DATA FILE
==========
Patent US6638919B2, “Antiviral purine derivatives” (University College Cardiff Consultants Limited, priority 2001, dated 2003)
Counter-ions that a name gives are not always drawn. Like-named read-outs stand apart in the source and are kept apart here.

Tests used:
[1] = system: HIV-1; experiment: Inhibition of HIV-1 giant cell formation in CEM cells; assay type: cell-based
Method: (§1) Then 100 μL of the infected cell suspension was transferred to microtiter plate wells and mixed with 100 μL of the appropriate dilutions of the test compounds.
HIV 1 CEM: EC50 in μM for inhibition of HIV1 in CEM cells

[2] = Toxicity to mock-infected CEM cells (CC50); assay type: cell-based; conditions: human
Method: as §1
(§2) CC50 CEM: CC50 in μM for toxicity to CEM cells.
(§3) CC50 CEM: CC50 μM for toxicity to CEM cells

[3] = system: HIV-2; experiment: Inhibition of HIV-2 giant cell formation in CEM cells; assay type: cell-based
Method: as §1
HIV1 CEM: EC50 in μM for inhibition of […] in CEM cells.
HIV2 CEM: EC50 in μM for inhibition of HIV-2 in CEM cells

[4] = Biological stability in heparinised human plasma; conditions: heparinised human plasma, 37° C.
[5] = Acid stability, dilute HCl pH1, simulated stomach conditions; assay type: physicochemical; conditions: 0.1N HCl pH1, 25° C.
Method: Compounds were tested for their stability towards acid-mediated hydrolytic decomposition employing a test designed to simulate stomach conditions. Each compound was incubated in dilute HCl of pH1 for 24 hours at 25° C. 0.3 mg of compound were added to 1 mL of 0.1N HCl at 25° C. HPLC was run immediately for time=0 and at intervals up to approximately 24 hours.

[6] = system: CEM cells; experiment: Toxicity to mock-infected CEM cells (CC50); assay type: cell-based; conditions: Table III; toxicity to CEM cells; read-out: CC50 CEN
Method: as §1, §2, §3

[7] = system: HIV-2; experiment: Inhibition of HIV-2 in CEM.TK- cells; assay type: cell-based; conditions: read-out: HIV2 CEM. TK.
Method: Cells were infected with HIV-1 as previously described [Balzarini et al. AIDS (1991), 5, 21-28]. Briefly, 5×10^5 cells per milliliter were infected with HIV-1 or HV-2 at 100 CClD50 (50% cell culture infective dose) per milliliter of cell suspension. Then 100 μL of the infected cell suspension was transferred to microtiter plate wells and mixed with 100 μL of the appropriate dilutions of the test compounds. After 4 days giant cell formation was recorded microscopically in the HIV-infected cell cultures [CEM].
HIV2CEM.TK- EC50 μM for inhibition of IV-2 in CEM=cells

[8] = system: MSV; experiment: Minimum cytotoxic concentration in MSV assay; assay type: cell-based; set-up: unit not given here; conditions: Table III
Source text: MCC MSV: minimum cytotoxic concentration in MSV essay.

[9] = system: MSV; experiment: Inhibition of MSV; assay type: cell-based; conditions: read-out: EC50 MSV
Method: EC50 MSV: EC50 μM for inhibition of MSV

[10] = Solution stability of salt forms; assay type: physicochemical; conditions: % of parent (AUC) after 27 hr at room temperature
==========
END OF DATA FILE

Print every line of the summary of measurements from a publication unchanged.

Patent US6638919B2, “Antiviral purine derivatives” (University College Cardiff Consultants Limited, priority 2001, dated 2003)
Counter-ions that a name gives are not always drawn. Like-named read-outs stand apart in the source and are kept apart here.

Tests used:
[1] = system: HIV-1; experiment: Inhibition of HIV-1 giant cell formation in CEM cells; assay type: cell-based
Method: (§1) Then 100 μL of the infected cell suspension was transferred to microtiter plate wells and mixed with 100 μL of the appropriate dilutions of the test compounds.
HIV 1 CEM: EC50 in μM for inhibition of HIV1 in CEM cells

[2] = Toxicity to mock-infected CEM cells (CC50); assay type: cell-based; conditions: human
Method: as §1
(§2) CC50 CEM: CC50 in μM for toxicity to CEM cells.
(§3) CC50 CEM: CC50 μM for toxicity to CEM cells

[3] = system: HIV-2; experiment: Inhibition of HIV-2 giant cell formation in CEM cells; assay type: cell-based
Method: as §1
HIV1 CEM: EC50 in μM for inhibition of […] in CEM cells.
HIV2 CEM: EC50 in μM for inhibition of HIV-2 in CEM cells

[4] = Biological stability in heparinised human plasma; conditions: heparinised human plasma, 37° C.
[5] = Acid stability, dilute HCl pH1, simulated stomach conditions; assay type: physicochemical; conditions: 0.1N HCl pH1, 25° C.
Method: Compounds were tested for their stability towards acid-mediated hydrolytic decomposition employing a test designed to simulate stomach conditions. Each compound was incubated in dilute HCl of pH1 for 24 hours at 25° C. 0.3 mg of compound were added to 1 mL of 0.1N HCl at 25° C. HPLC was run immediately for time=0 and at intervals up to approximately 24 hours.

[6] = system: CEM cells; experiment: Toxicity to mock-infected CEM cells (CC50); assay type: cell-based; conditions: Table III; toxicity to CEM cells; read-out: CC50 CEN
Method: as §1, §2, §3

[7] = system: HIV-2; experiment: Inhibition of HIV-2 in CEM.TK- cells; assay type: cell-based; conditions: read-out: HIV2 CEM. TK.
Method: Cells were infected with HIV-1 as previously described [Balzarini et al. AIDS (1991), 5, 21-28]. Briefly, 5×10^5 cells per milliliter were infected with HIV-1 or HV-2 at 100 CClD50 (50% cell culture infective dose) per milliliter of cell suspension. Then 100 μL of the infected cell suspension was transferred to microtiter plate wells and mixed with 100 μL of the appropriate dilutions of the test compounds. After 4 days giant cell formation was recorded microscopically in the HIV-infected cell cultures [CEM].
HIV2CEM.TK- EC50 μM for inhibition of IV-2 in CEM=cells

[8] = system: MSV; experiment: Minimum cytotoxic concentration in MSV assay; assay type: cell-based; set-up: unit not given here; conditions: Table III
Source text: MCC MSV: minimum cytotoxic concentration in MSV essay.

[9] = system: MSV; experiment: Inhibition of MSV; assay type: cell-based; conditions: read-out: EC50 MSV
Method: EC50 MSV: EC50 μM for inhibition of MSV

[10] = Solution stability of salt forms; assay type: physicochemical; conditions: % of parent (AUC) after 27 hr at room temperature